Del. Spending $2.4 Million a Year on Treating HIV in the Correct - WBOC-TV 16, Delmarvas News Leader, FOX 21 -

Del. Spending $2.4 Million a Year on Treating HIV in the Corrections System

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DOVER, Del. (WBOC)- Approximately $2.4 million - that is how much the state of Delaware is spending a year to treat HIV positive people in the state corrections system.

Over the past three decades, HIV has gone from a death sentence to a manageable, chronic disease. But that management is very expensive.

The Centers for Disease Control and Prevention estimate it costs the average patient more than $23,000 per year. And, in the case of people in corrections systems, taxpayers are picking up that tab.

The Delaware Department of Corrections is usually treating between 70 and 80 HIV positive people in any given month. That's an extremely small portion of the overall offender population. But the $2.4 million for their treatment is more than four percent of all the department's medical spending.

Dr. Vince Carr is medical director for the Department of Corrections. He says HIV is currently the most expensive chronic disease the department has to treat people for and by a pretty wide margin. A few of the reasons are that patients sometimes only got partial treatment on the outside or have a drug resistant strain of the virus.

"That puts us in a position where it's a bit more expensive and a bit more difficult to treat," he said.

Carr says most patients were diagnosed before they ended up in the corrections system, and there are no instance of inmates contracting HIV while behind bars. He says the goal is to approximate the base level of care to the patients that would be available on the outside.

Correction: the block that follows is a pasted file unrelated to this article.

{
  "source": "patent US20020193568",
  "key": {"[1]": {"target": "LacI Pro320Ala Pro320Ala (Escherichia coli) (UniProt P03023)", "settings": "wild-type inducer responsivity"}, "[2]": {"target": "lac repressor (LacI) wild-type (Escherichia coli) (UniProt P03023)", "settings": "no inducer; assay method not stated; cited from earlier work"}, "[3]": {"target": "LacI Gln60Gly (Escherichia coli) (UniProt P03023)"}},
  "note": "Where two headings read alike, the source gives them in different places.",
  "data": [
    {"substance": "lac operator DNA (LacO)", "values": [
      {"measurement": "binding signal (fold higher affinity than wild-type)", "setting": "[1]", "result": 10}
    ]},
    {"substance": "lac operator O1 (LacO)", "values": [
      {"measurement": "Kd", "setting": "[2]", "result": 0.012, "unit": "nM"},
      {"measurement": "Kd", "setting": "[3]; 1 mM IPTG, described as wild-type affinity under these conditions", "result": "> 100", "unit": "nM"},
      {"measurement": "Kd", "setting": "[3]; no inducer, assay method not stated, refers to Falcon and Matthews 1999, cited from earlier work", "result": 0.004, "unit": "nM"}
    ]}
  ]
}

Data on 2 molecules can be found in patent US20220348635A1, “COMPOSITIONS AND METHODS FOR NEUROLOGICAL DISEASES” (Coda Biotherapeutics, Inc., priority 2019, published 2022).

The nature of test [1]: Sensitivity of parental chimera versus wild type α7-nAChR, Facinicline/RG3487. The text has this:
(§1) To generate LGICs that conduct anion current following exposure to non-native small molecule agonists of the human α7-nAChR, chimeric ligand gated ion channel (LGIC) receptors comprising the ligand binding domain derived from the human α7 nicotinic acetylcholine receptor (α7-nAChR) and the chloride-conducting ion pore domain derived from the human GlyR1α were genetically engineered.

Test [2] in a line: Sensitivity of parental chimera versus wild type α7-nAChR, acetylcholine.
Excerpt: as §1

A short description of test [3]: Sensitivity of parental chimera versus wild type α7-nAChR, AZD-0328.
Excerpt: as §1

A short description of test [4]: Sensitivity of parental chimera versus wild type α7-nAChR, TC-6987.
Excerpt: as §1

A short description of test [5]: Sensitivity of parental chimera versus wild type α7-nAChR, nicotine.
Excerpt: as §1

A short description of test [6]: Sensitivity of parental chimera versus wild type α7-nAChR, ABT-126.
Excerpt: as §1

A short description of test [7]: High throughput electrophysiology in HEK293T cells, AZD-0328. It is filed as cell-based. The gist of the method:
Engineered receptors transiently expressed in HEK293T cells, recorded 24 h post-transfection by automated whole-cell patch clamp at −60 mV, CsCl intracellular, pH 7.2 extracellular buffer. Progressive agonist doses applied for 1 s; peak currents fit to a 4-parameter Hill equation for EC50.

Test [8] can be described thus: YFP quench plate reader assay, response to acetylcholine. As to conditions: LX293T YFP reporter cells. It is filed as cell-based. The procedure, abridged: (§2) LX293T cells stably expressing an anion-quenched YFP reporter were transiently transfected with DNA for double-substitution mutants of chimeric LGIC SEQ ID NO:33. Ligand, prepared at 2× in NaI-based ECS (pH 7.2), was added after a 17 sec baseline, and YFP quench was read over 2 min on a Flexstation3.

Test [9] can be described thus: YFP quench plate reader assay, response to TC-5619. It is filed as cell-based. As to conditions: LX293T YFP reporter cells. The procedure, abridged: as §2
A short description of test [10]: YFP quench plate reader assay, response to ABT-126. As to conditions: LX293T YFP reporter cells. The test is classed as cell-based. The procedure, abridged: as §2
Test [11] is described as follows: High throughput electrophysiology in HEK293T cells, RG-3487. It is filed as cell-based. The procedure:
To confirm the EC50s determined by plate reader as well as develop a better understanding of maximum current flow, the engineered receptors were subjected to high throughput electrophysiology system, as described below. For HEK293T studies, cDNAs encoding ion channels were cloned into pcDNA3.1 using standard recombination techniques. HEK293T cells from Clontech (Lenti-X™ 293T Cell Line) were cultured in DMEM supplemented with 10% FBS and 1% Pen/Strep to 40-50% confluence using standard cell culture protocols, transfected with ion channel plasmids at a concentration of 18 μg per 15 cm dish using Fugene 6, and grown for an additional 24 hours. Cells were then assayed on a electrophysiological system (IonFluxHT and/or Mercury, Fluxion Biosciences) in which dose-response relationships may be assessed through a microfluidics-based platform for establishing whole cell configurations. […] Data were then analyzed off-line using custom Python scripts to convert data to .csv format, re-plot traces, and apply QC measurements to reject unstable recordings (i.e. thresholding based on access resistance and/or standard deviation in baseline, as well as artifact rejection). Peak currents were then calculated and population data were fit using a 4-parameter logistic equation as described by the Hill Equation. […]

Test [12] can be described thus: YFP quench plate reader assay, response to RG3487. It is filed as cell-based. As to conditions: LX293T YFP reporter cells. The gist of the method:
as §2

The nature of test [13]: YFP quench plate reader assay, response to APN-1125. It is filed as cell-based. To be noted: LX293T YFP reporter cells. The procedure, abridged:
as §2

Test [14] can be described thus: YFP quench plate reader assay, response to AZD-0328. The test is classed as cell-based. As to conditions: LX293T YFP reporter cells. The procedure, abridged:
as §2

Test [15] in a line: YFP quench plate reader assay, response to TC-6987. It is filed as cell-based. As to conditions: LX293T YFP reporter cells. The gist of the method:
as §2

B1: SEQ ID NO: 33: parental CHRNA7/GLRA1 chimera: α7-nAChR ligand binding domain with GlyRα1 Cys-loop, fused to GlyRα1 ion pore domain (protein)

Carr understands all this might give the general public pause.

"It's a difficult situation. We have to realize that we have lots of folks, who are incarcerated, who have made some really bad choices in their lives. But that should not preclude them from getting what care is available to people on the outside."

Sen. Bruce Ennis, D-Smyrna, chairs the state Senate's Adult and Juvenile Corrections Committee.

"There's a moral obligation on our part, I think," he said. "A lot of people feel they are at least human beings. There's not a lot of sympathy for those who committed heinous crimes. But, nonetheless, there are constitutional mandates that must be followed."

Carr calls it a cost of doing business.

"We have a constitutional requirement that we have to treat these people honestly, fairly," he said.

Carr says while HIV is currently the most expensive chronic disease for DOC to treat, that could soon change. New guidelines from dealing with hepatitis C may soon make treating that way more expensive.

And the Delaware Department of Corrections is not alone in facing the significant expense of treating HIV. A 2009 report from Maryland estimated more than two percent of the state's inmates were infected. The report also estimates the monthly cost of treatment at almost $1,900 per person.

And a separate Council of State Governments study showed more than 24,000 HIV positive state inmates, back in 2000, nationwide.

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